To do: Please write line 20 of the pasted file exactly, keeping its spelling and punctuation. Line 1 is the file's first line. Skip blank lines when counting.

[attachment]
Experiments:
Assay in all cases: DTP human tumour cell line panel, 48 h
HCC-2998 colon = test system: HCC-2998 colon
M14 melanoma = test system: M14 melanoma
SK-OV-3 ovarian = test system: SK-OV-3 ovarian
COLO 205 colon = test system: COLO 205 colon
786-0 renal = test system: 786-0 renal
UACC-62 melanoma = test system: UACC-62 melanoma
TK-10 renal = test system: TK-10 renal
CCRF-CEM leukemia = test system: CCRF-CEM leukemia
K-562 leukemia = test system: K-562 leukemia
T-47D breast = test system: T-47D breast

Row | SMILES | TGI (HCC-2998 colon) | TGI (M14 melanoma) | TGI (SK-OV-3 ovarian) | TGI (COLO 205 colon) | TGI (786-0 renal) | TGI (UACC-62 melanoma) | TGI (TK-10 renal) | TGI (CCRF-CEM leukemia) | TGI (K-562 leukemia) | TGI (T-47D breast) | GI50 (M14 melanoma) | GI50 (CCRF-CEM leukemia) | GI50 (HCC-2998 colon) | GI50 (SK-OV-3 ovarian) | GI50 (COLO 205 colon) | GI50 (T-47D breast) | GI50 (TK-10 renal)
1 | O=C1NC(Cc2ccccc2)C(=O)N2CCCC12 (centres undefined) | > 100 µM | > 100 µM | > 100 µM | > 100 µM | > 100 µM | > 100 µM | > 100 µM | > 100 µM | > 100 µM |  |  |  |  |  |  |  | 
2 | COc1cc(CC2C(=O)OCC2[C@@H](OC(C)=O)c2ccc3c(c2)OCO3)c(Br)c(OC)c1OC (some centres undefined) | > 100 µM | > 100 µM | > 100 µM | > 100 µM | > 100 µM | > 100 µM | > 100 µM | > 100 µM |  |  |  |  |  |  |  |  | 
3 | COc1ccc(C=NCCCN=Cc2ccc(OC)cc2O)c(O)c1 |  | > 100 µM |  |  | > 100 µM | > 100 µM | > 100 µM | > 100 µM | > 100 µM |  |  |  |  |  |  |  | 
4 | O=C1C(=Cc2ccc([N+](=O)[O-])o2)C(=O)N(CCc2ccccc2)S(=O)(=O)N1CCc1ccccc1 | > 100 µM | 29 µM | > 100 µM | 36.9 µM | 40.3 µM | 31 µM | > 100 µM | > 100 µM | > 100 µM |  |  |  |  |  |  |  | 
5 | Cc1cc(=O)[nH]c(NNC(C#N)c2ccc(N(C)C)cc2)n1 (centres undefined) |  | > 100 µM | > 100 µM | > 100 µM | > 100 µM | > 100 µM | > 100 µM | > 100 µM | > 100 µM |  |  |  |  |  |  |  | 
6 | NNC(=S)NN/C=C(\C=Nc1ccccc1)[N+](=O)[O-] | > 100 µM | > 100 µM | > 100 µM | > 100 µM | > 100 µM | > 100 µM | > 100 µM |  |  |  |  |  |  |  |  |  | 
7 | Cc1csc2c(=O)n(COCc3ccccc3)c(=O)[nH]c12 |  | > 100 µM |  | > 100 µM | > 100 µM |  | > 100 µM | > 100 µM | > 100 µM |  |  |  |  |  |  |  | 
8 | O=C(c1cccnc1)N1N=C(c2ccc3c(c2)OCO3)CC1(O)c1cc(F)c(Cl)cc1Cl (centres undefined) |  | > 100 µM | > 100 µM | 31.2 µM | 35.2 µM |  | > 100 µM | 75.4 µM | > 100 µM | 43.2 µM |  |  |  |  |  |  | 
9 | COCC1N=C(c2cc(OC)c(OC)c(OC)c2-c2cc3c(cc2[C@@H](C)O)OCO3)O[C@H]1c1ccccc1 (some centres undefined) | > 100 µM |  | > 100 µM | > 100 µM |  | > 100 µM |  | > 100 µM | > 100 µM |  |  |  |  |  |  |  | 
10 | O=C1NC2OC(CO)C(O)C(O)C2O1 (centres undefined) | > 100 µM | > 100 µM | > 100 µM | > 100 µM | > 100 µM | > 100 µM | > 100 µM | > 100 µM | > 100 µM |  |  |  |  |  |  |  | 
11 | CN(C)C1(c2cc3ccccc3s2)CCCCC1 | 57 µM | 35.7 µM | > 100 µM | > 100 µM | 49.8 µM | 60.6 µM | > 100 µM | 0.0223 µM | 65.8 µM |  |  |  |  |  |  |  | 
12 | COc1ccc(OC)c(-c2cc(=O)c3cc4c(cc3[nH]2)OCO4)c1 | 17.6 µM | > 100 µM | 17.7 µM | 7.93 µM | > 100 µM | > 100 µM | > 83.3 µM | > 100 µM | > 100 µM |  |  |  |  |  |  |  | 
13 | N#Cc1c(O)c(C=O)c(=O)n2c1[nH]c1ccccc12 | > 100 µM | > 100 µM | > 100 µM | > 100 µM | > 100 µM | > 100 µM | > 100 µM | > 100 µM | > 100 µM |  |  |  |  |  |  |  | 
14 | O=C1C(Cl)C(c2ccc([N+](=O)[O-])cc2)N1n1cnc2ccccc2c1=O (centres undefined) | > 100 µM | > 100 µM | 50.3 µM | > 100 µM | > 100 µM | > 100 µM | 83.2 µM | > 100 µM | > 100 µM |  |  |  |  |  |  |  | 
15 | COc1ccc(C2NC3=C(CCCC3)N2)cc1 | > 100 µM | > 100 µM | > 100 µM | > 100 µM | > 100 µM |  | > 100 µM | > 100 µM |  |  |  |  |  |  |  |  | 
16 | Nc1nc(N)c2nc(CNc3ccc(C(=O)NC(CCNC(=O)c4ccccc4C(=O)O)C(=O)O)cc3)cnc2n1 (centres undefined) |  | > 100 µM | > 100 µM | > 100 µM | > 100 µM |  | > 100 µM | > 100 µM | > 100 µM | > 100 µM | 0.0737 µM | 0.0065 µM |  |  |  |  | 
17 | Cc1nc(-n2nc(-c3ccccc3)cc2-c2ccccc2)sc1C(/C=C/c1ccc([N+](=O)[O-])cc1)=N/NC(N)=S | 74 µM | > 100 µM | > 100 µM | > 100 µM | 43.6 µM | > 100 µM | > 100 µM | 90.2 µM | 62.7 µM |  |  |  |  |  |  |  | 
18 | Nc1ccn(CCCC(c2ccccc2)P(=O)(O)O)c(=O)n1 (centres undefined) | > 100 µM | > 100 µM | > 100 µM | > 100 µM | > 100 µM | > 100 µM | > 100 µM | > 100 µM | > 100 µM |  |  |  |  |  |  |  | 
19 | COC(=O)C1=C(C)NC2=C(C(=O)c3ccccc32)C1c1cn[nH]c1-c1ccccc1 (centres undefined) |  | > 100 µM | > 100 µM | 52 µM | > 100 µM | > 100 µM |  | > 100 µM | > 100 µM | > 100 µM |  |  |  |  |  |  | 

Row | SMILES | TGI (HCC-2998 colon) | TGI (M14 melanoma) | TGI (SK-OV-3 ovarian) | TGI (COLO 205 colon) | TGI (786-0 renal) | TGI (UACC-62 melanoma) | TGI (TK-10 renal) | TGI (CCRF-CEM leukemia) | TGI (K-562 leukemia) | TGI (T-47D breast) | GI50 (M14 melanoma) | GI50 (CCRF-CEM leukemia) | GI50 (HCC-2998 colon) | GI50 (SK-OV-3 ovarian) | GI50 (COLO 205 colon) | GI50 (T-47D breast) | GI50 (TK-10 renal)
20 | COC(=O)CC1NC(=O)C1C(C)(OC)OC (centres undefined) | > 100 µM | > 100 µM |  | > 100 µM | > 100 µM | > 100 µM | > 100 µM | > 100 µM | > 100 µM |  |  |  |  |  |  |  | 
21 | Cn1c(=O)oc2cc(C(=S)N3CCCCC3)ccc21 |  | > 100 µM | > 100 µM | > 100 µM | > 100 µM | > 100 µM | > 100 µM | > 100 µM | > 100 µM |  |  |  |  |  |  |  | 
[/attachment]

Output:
7 | Cc1csc2c(=O)n(COCc3ccccc3)c(=O)[nH]c12 |  | > 100 µM |  | > 100 µM | > 100 µM |  | > 100 µM | > 100 µM | > 100 µM |  |  |  |  |  |  |  | 